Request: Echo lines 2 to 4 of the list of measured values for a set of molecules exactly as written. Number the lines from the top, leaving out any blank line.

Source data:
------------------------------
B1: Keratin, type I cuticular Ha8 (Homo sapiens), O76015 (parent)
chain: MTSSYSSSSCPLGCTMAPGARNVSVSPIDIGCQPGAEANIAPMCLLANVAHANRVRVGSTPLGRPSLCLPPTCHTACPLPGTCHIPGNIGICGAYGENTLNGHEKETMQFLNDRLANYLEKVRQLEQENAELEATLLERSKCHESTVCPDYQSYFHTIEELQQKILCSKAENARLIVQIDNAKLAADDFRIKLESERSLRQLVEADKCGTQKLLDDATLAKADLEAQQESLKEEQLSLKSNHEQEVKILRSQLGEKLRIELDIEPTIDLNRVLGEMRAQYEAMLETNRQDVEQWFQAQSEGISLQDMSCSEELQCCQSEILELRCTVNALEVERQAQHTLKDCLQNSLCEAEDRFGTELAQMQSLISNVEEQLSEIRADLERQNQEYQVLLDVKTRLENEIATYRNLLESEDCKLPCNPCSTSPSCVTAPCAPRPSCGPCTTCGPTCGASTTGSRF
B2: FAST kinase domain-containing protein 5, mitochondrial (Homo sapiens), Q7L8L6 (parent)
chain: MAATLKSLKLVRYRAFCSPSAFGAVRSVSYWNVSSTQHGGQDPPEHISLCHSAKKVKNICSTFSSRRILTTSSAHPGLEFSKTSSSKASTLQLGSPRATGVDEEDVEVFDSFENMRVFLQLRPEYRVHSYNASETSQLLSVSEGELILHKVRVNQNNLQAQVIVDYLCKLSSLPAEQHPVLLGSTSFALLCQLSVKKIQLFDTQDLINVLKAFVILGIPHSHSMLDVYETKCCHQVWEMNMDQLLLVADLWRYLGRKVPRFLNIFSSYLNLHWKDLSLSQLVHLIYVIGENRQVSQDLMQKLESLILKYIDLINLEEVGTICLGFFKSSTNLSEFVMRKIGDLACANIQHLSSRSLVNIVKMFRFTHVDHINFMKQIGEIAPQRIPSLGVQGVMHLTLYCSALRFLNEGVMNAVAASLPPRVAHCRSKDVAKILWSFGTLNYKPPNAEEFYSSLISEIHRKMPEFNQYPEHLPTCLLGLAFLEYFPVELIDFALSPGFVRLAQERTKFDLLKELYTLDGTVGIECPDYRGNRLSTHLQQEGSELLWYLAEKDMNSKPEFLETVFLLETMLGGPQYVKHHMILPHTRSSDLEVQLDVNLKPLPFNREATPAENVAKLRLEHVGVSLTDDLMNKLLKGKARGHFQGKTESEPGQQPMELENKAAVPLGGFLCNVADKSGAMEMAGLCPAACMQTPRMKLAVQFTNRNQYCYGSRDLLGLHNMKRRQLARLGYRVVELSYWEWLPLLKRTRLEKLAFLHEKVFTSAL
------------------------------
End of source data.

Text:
chain: MTSSYSSSSCPLGCTMAPGARNVSVSPIDIGCQPGAEANIAPMCLLANVAHANRVRVGSTPLGRPSLCLPPTCHTACPLPGTCHIPGNIGICGAYGENTLNGHEKETMQFLNDRLANYLEKVRQLEQENAELEATLLERSKCHESTVCPDYQSYFHTIEELQQKILCSKAENARLIVQIDNAKLAADDFRIKLESERSLRQLVEADKCGTQKLLDDATLAKADLEAQQESLKEEQLSLKSNHEQEVKILRSQLGEKLRIELDIEPTIDLNRVLGEMRAQYEAMLETNRQDVEQWFQAQSEGISLQDMSCSEELQCCQSEILELRCTVNALEVERQAQHTLKDCLQNSLCEAEDRFGTELAQMQSLISNVEEQLSEIRADLERQNQEYQVLLDVKTRLENEIATYRNLLESEDCKLPCNPCSTSPSCVTAPCAPRPSCGPCTTCGPTCGASTTGSRF
B2: FAST kinase domain-containing protein 5, mitochondrial (Homo sapiens), Q7L8L6 (parent)
chain: MAATLKSLKLVRYRAFCSPSAFGAVRSVSYWNVSSTQHGGQDPPEHISLCHSAKKVKNICSTFSSRRILTTSSAHPGLEFSKTSSSKASTLQLGSPRATGVDEEDVEVFDSFENMRVFLQLRPEYRVHSYNASETSQLLSVSEGELILHKVRVNQNNLQAQVIVDYLCKLSSLPAEQHPVLLGSTSFALLCQLSVKKIQLFDTQDLINVLKAFVILGIPHSHSMLDVYETKCCHQVWEMNMDQLLLVADLWRYLGRKVPRFLNIFSSYLNLHWKDLSLSQLVHLIYVIGENRQVSQDLMQKLESLILKYIDLINLEEVGTICLGFFKSSTNLSEFVMRKIGDLACANIQHLSSRSLVNIVKMFRFTHVDHINFMKQIGEIAPQRIPSLGVQGVMHLTLYCSALRFLNEGVMNAVAASLPPRVAHCRSKDVAKILWSFGTLNYKPPNAEEFYSSLISEIHRKMPEFNQYPEHLPTCLLGLAFLEYFPVELIDFALSPGFVRLAQERTKFDLLKELYTLDGTVGIECPDYRGNRLSTHLQQEGSELLWYLAEKDMNSKPEFLETVFLLETMLGGPQYVKHHMILPHTRSSDLEVQLDVNLKPLPFNREATPAENVAKLRLEHVGVSLTDDLMNKLLKGKARGHFQGKTESEPGQQPMELENKAAVPLGGFLCNVADKSGAMEMAGLCPAACMQTPRMKLAVQFTNRNQYCYGSRDLLGLHNMKRRQLARLGYRVVELSYWEWLPLLKRTRLEKLAFLHEKVFTSAL